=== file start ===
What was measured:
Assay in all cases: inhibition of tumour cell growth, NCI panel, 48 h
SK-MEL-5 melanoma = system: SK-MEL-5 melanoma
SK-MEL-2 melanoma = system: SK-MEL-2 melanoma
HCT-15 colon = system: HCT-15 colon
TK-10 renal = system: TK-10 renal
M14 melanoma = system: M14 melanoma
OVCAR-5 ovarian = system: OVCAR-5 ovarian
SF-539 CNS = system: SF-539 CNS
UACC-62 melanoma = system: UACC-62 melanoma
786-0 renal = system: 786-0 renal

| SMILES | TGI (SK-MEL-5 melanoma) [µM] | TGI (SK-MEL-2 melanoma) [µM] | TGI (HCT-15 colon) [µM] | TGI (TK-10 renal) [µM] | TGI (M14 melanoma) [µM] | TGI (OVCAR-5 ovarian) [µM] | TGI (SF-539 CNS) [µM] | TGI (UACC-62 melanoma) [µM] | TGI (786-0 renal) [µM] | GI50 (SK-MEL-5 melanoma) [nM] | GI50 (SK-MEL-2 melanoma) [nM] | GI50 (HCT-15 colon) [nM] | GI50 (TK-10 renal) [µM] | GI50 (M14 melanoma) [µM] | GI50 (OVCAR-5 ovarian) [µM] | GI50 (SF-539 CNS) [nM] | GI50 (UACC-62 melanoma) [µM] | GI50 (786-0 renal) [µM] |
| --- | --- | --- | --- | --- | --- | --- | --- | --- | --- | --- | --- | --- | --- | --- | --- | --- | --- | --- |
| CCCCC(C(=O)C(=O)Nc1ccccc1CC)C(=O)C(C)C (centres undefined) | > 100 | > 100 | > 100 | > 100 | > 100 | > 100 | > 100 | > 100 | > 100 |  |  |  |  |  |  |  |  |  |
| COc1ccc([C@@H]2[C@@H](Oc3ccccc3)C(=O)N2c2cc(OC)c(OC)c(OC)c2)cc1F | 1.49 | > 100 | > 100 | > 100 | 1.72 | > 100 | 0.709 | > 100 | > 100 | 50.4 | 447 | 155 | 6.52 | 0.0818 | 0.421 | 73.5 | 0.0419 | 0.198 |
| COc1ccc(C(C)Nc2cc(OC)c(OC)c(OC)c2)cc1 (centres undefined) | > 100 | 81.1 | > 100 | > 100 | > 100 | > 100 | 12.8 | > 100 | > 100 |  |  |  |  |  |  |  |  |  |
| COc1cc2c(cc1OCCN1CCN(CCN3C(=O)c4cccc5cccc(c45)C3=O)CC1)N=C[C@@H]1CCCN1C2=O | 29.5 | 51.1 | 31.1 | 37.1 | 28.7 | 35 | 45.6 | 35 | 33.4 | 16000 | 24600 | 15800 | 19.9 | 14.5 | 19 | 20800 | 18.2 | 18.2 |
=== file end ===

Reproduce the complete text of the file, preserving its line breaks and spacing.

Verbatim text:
What was measured:
Assay in all cases: inhibition of tumour cell growth, NCI panel, 48 h
SK-MEL-5 melanoma = system: SK-MEL-5 melanoma
SK-MEL-2 melanoma = system: SK-MEL-2 melanoma
HCT-15 colon = system: HCT-15 colon
TK-10 renal = system: TK-10 renal
M14 melanoma = system: M14 melanoma
OVCAR-5 ovarian = system: OVCAR-5 ovarian
SF-539 CNS = system: SF-539 CNS
UACC-62 melanoma = system: UACC-62 melanoma
786-0 renal = system: 786-0 renal

| SMILES | TGI (SK-MEL-5 melanoma) [µM] | TGI (SK-MEL-2 melanoma) [µM] | TGI (HCT-15 colon) [µM] | TGI (TK-10 renal) [µM] | TGI (M14 melanoma) [µM] | TGI (OVCAR-5 ovarian) [µM] | TGI (SF-539 CNS) [µM] | TGI (UACC-62 melanoma) [µM] | TGI (786-0 renal) [µM] | GI50 (SK-MEL-5 melanoma) [nM] | GI50 (SK-MEL-2 melanoma) [nM] | GI50 (HCT-15 colon) [nM] | GI50 (TK-10 renal) [µM] | GI50 (M14 melanoma) [µM] | GI50 (OVCAR-5 ovarian) [µM] | GI50 (SF-539 CNS) [nM] | GI50 (UACC-62 melanoma) [µM] | GI50 (786-0 renal) [µM] |
| --- | --- | --- | --- | --- | --- | --- | --- | --- | --- | --- | --- | --- | --- | --- | --- | --- | --- | --- |
| CCCCC(C(=O)C(=O)Nc1ccccc1CC)C(=O)C(C)C (centres undefined) | > 100 | > 100 | > 100 | > 100 | > 100 | > 100 | > 100 | > 100 | > 100 |  |  |  |  |  |  |  |  |  |
| COc1ccc([C@@H]2[C@@H](Oc3ccccc3)C(=O)N2c2cc(OC)c(OC)c(OC)c2)cc1F | 1.49 | > 100 | > 100 | > 100 | 1.72 | > 100 | 0.709 | > 100 | > 100 | 50.4 | 447 | 155 | 6.52 | 0.0818 | 0.421 | 73.5 | 0.0419 | 0.198 |
| COc1ccc(C(C)Nc2cc(OC)c(OC)c(OC)c2)cc1 (centres undefined) | > 100 | 81.1 | > 100 | > 100 | > 100 | > 100 | 12.8 | > 100 | > 100 |  |  |  |  |  |  |  |  |  |
| COc1cc2c(cc1OCCN1CCN(CCN3C(=O)c4cccc5cccc(c45)C3=O)CC1)N=C[C@@H]1CCCN1C2=O | 29.5 | 51.1 | 31.1 | 37.1 | 28.7 | 35 | 45.6 | 35 | 33.4 | 16000 | 24600 | 15800 | 19.9 | 14.5 | 19 | 20800 | 18.2 | 18.2 |